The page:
‘Physical, emotional, spiritual’

Tara Bradbury
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Clem Curtis presents a new body of work, including some recognizable subjects

Clem Curtis admits his approach to making art is varied, and includes brushing, digging, scraping, blotting, removing and glazing, among other techniques.

‘Self’ by Clem Curtis, oil on canvas. The painting is part of an exhibit of new works by
Curtis running at the Christina Parker Gallery in St. John’s until May 3.

The result, however, is always insightful, always emotional.

With his newest body of work, Curtis is dealing with the human condition, presenting a series of oil paintings dominated by portraits.

Images range from his partner, Sheila, in a head towel and his daughter as a small child on the beach, to portraits of friends in the arts community, such as Kenneth J. Harvey, Ruth Lawrence and Philip Dinn, the late Figgy Duff performer.

Another painting shows four masked members of Russian feminist punk-rock protest group Pussy Riot, whose expressions Curtis has expertly captured through only their eyes and mouths.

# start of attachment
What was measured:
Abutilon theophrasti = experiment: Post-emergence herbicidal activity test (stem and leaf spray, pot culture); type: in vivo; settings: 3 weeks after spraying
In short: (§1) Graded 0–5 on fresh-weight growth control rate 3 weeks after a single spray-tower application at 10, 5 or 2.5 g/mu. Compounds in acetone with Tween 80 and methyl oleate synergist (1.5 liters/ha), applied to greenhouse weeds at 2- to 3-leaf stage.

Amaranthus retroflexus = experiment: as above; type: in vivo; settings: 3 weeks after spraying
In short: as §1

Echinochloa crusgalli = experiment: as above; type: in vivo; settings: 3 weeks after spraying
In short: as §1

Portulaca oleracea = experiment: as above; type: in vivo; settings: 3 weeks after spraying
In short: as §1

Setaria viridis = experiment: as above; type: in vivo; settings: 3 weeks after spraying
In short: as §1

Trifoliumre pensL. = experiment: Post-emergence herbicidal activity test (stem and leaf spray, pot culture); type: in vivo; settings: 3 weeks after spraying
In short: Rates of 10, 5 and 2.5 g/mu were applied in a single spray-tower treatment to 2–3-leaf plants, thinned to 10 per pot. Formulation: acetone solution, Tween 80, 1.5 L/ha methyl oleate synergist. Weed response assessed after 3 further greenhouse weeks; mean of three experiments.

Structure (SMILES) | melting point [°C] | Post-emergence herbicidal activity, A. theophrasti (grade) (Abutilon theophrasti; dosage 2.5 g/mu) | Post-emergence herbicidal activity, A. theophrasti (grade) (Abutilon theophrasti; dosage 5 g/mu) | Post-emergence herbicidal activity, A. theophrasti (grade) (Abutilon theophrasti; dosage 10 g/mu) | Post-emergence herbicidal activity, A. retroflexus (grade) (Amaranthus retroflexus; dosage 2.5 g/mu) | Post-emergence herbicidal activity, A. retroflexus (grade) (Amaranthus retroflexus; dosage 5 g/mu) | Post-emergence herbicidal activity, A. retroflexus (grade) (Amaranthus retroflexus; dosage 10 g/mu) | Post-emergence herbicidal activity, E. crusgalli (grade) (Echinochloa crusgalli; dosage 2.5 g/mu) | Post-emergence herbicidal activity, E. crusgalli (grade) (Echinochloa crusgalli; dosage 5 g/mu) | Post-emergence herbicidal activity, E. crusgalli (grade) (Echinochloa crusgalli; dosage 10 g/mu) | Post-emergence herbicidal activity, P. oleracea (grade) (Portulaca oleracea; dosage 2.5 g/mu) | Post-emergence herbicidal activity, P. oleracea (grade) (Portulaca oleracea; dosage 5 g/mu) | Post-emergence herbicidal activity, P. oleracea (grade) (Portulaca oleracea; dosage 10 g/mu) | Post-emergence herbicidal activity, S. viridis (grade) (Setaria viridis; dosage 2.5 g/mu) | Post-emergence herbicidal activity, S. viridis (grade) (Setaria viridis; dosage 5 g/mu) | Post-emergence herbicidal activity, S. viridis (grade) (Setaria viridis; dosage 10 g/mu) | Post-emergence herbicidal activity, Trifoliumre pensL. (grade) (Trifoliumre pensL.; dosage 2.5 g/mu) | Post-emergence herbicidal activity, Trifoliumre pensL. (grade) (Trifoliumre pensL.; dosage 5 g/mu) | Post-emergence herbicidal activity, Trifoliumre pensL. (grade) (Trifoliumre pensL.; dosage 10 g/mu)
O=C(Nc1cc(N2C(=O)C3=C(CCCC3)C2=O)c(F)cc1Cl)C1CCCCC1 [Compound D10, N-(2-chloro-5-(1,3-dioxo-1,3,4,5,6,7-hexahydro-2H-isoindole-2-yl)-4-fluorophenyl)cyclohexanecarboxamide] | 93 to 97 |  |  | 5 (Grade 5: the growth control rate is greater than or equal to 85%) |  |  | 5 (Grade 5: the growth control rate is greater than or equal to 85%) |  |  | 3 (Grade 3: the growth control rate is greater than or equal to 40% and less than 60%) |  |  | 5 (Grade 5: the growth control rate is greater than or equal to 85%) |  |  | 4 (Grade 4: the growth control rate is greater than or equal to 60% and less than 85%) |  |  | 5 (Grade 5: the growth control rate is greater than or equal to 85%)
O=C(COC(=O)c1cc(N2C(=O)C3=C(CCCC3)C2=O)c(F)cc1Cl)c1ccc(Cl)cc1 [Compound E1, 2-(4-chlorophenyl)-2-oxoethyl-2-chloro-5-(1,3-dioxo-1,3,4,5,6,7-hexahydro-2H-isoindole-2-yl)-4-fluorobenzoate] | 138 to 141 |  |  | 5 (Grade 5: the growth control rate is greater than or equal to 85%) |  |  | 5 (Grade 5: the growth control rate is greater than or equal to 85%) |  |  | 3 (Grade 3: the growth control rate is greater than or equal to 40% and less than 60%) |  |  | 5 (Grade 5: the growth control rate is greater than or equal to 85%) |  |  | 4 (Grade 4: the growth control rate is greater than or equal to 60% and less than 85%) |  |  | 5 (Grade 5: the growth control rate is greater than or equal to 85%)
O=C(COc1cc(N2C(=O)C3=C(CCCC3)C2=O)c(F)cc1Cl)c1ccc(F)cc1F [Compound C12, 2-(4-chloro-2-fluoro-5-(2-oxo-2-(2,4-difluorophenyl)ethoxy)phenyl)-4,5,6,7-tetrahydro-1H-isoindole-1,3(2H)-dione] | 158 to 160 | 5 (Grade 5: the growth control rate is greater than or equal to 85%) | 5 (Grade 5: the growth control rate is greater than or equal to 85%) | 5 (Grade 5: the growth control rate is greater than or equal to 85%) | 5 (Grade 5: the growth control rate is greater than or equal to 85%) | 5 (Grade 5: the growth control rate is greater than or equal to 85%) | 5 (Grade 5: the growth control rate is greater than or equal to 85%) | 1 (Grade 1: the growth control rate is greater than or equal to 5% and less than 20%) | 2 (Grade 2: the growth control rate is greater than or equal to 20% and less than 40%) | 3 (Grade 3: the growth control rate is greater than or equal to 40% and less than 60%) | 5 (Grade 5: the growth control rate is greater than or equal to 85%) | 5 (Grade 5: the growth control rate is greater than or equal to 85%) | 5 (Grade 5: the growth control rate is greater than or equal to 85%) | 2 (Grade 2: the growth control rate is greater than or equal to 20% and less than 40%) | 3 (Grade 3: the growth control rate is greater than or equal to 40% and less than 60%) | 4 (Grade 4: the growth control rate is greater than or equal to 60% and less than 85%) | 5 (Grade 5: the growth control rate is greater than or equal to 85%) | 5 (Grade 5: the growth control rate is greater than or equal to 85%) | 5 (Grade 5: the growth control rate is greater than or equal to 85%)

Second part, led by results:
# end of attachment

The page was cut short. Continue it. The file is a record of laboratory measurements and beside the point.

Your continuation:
“In my view, the portraits capture what a person is feeling while they look at you,” Curtis says in his artist statement.

“It is my intention to reveal a sense of their momentary thoughts with me as the subject of their gaze. The immediate thought is to create a certain connection or communion between the subject and the viewer.

“I want each painting to be individual and to reveal the emotion of the artist, the subject and the viewer simultaneously.”

Creating the paintings, Curtis says, required physical, emotional and spiritual intensity.

The exhibition of Curtis’s new work is running at the Christina Parker Gallery, 50 Water Street, until May 3.


Twitter: @tara_bradbury

Geographic location: 50 Water Street

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